R&D Tax Credits –Overcoming the difficulties
Most companies have considered R&D Tax credits but been put off by a number of considerations.
The major consideration is that many companies who have developed their own products don’t think they are undertaking research.
Probably the next most important reason for not claiming is many companies having looked at the HMRC web pages are overwhelmed by the technical detail and tax jargon.
An example is where HMRC state you must be undertaking a “scientific advance”.
Accountants working for many companies shy away from R&D tax credits and are concerned that any claim will cause HMRC to pry into the affairs of the company. They also fear that they don’t have sufficient knowledge of the scheme to submit a claim.
It would be wrong to omit the impact of sales calls from R&D tax credit companies offering to deliver cash when they have no real knowledge of the company. There is little more off putting.
It makes this very worthwhile scheme appear tawdry.
Let’s address these very valid considerations.
Development and Research
Most companies don’t feel they are undertaking research. They see the work as day to day issues that have to be overcome.
To qualify a competent professional must be overcoming “technological uncertainty”
It is extremely easy to overestimate or under estimate the development work that qualifies.
If you are an innovative company who often has to get involved in “head scratching” then there is a good chance you are undertaking R&D.
The HMRC website has an extensive document which I doubt very few people have read from start to finish. The scheme covers all of British industry so by its very nature it has to be written in an academic accounting style, and is difficult to interpret for that reason.
The accountancy profession in my experience is divided into a small number of proactive accountants and a larger number of accountants who wish only to report the outcome in any financial year.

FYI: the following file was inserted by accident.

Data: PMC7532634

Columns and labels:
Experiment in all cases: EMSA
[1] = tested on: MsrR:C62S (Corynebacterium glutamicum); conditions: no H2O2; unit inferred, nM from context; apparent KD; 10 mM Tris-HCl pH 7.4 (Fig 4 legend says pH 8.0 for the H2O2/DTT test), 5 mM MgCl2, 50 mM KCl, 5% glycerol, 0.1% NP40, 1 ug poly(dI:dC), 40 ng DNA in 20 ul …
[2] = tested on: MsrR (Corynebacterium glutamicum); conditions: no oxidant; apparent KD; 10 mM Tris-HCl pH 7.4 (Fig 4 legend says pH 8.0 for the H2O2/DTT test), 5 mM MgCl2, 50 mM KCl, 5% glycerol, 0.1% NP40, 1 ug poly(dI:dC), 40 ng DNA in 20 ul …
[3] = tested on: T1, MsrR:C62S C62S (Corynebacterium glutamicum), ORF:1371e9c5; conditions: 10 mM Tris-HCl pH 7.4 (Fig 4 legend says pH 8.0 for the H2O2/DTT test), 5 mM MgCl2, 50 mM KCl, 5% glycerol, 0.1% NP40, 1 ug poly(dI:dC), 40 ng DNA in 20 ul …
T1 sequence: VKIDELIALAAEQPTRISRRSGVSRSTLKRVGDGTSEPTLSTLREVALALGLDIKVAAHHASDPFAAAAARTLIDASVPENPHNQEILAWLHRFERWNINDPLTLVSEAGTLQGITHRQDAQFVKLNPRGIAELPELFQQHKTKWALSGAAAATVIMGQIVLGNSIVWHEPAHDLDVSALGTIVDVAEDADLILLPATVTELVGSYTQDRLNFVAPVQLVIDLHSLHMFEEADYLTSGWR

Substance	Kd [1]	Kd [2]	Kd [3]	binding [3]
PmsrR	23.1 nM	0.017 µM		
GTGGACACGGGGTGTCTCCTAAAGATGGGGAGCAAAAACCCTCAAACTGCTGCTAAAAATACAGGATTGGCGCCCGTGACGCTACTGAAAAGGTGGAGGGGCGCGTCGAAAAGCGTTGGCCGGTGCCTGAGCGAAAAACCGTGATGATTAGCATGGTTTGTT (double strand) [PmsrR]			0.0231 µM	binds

The need to marshal a technical justification written to answer the requirements of the scheme is beyond most accountants
What is the process and what are they like to deal with?
Around the country are five R&D Tax credit units manned by a number of specialists.
A first time claim is submitted on a corporation tax form, the CT600 and is sent to the normal tax office of the company.
It is then sent on to the appropriate R&D Unit where it is assessed.
Normal procedure is to include a technical justification covering the development undertaken.
The R&D unit specialists are professional in their approach. They are not vindictive, they are not seeking to reduce or deny claims.
However, they do enforce the rules of the scheme as they are obliged to do.
In the event of turbulence...
So what happens if they have an issue with your claim? They will contact you with their query or may arrange to visit the company
Often the issue is that a part of the claim is incorrect due to wrong use of terms as defined by the scheme e.g. subcontractor.
If there is a visit two individuals will arrive and discuss the project and then reveal their concerns
Usually the issue is resolved at the meeting.
The value of experience
So how can a company navigate its way through the scheme?
There is no substitute for experience. If you have a member of staff with experience of undertaking claims then that can prove an invaluable resource. If you are not in that position you should seek professional help. You need an R&D tax professional who can first of all assess whether you have a valid entitlement. Heor she should be able to explain why or why you may not have an entitlement.
This initial assessment should be free and without obligation.
Moving on from an assessment the professional should be able to identify the information required with the minimum of fuss and use of your time.
The next stage is to liaise with your accountancy firm and complete the paperwork
An experienced consultant will understand the HMRC procedures and have a working relationship with the R&D units. This relationship can save enormous amounts of time in the process and ensure any queries are promptly dealt with.
It is not uncommon for claims to lie untouched within the tax office. Your consultant should be aware of this and be able to expedite the claim.
So is it worth it?
The average claim in the first year is usually between twenty and thirty thousand pounds which would carry no tax obligation. Losses can be sold to HMRC and failed projects can count too.
A consultant typically works on a no win no fee basis.
Bear in mind if you have an entitlement that you will be able to claim up to two years in arrears and probably in every future year as product development rarely ceases in this day and age
This scheme is an excellent one that typically recovers 25% of development costs.
Could you make a claim yourself?
Of course but the time it would take you and the likely hood that it would raise HMRC queries mean it doesn’t make any sense to pursue that course of action
A good professional can ensure the process is as painless as possible.
Just find a good one.
If you would like to discuss your particular situation with an expert then please call us on 0207 851 8511. Alternatively, click on the button below and send us an email. We'll be in touch.